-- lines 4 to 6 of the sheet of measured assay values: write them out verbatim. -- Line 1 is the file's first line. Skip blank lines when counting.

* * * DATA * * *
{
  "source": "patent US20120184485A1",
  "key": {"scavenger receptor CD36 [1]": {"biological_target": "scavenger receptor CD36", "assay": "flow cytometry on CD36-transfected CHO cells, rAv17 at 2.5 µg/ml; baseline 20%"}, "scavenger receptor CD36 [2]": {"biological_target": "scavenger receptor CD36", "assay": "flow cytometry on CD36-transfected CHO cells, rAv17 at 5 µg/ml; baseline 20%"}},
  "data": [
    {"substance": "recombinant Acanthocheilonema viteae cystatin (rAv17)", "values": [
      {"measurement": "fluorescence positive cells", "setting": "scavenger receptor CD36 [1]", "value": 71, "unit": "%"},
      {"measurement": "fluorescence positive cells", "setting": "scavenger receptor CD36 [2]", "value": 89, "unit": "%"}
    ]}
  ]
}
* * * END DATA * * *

  "data": [
    {"substance": "recombinant Acanthocheilonema viteae cystatin (rAv17)", "values": [
      {"measurement": "fluorescence positive cells", "setting": "scavenger receptor CD36 [1]", "value": 71, "unit": "%"},